Let’s start with Gary Woodland’s putting performance to win the Transitions Championship last week. On Sunday, Gary made 17 of 17 putts from within 20 feet and had only 10 putts on the back nine to win his first event. What is even more impressive is that earlier in the round Gary hit a drive 337 yards. This is the future of golf, my friends— brute strength with touch on the greens.
On Monday, I worked with Ernie Els while he played in his Els for Autism tournament at PGA National. Ernie’s game is great right now, and his putting is improving every week. After the event, I made the short drive from West Palm Beach to Orlando. On Tuesday morning, I arrived at Bay Hill and spoke with many players who all shared the same sentiment: the course was in the best condition they had ever seen it.
Speaking of Bay Hill, I would like to take a minute to speak about this week’s tournament host, Arnold Palmer. For those who have not had the pleasure of meeting Mr. Palmer, he is every bit the gentleman that you see on television. I can’t imagine what it is like to be Mr. Palmer as he is mobbed everywhere he goes, but in all my years of working at Tour events, I have never met an individual who handles that attention with more grace and appreciation. Some of the 20-somethings our here on Tour can learn a thing or two from Mr. Palmer.
On Tuesday, I split my time between two longtime students, two-time U.S. Open champ Lee Janzen and Tim “Lumpy” Herron [photo right]. Lee has an exceptional putting stroke with great release (something 99.9 percent of you can learn from). The only thing I noticed with Lee this week was that he was hitting up on the ball too much. For those of you who own a copy of my DVD, you will know that adding loft is one of the 10 characteristics of a great putter. With that being said, too much loft is actually detrimental. In Lee’s case, his ball position was too far forward so I had him move the ball back approximately a half-inch and the ball began rolling much better along the green.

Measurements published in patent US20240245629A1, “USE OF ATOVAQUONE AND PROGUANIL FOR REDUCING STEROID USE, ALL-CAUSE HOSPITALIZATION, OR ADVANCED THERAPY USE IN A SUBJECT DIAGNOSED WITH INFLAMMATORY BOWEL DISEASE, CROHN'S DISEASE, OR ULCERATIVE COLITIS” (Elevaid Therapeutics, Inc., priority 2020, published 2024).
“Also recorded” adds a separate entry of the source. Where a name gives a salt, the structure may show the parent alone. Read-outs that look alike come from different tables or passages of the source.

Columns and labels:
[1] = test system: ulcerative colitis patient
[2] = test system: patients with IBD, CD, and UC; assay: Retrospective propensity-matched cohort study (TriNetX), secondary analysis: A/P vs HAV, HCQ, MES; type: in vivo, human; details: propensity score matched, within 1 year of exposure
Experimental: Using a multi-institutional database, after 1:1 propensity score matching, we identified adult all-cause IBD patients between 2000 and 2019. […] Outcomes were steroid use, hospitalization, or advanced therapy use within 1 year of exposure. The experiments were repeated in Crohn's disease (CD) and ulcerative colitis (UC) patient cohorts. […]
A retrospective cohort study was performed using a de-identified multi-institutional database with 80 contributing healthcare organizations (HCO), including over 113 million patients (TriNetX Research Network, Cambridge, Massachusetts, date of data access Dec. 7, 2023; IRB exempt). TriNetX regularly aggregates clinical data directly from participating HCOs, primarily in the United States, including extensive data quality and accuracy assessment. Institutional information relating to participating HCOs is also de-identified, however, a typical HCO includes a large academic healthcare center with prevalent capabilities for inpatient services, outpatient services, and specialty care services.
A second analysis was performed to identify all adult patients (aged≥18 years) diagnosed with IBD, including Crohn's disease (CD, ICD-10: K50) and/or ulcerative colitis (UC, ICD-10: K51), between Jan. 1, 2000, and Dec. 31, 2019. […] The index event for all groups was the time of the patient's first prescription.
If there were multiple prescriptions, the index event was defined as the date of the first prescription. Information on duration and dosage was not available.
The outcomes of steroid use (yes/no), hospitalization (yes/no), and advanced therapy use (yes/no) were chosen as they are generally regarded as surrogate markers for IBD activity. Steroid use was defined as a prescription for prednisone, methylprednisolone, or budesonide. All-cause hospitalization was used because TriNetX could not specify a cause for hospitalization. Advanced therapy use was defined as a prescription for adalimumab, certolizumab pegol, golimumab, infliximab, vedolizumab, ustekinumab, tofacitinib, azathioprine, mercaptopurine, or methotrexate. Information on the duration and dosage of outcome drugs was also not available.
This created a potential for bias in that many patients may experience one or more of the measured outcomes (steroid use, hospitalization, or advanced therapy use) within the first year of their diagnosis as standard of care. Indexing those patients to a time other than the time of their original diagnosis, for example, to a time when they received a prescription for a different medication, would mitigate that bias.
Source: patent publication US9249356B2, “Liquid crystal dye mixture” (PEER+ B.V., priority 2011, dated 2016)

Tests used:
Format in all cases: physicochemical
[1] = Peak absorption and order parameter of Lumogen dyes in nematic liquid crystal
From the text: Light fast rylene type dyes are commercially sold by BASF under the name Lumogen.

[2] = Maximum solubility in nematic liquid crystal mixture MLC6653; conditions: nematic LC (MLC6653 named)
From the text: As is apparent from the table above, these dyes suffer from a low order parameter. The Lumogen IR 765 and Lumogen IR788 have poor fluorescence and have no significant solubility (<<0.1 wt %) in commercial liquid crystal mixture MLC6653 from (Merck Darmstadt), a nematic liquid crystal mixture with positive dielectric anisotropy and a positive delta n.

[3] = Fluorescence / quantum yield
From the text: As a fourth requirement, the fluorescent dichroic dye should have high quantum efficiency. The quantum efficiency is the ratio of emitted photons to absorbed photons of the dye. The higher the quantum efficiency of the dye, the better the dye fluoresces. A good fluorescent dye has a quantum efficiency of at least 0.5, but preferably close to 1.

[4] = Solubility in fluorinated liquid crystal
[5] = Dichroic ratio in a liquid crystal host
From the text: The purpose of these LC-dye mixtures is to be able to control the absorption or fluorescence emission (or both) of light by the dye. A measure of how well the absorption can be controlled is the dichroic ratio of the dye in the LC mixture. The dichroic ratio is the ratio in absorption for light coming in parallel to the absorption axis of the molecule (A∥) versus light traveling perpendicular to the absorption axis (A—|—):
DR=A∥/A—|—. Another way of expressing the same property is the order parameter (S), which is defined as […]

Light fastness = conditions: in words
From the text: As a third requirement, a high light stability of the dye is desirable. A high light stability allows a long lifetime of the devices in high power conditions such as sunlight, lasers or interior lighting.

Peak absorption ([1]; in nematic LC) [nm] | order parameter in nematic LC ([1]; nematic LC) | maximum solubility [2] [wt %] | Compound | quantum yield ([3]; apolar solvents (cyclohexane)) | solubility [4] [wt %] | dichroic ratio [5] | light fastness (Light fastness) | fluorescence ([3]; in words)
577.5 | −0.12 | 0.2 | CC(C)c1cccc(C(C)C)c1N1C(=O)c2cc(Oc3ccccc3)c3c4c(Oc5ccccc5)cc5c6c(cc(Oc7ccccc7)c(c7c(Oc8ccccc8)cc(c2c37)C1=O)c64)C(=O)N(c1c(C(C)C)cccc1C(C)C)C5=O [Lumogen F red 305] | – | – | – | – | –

Tim Herron has putted with both short and long putters. This week he is using the short putter, which I am happy to see. Tim mentioned he had been struggling with poor contact, in particular off the toe of the putter face. After I watched him stroke some putts, I had him move slightly closer to the ball, as well as get more connected. More connected means to get your upper arms and elbows rested on your torso when putting. Tim’s stroke improved greatly in a short amount of time. Tip of the Day: Both Lee Janzen and Tim Herron were not making as many putts as they liked. However, neither of them decided to re-build their putting strokes; instead, they returned to fundamentals. All too often, players (both pros and amateurs) are too critical of their current stroke, and when things are going wrong they think that everything needs to be overhauled. In both cases, a simple change in ball position or improving the connection between the arms and body created a marked improvement. To become a good putter, you must understand what good fundamentals are. Then when things aren’t going as well as you’d like, you can return to those fundamentals and you will see improvement.
Please email your questions and comments to firstname.lastname@example.org. You can also check out my website at www.mariusgolf.com and sign-up for the free member section. In the coming months I will be launching a new upload section that will allow you to send me video of your putting stroke for analysis.
Until next time…cheers! Marius Filmalter is the leading expert on the science of putting and works with more than 40 PGA Tour pros. His blog appears every Wednesday on Golf.com. [Photo by Nick Laham, Getty Images]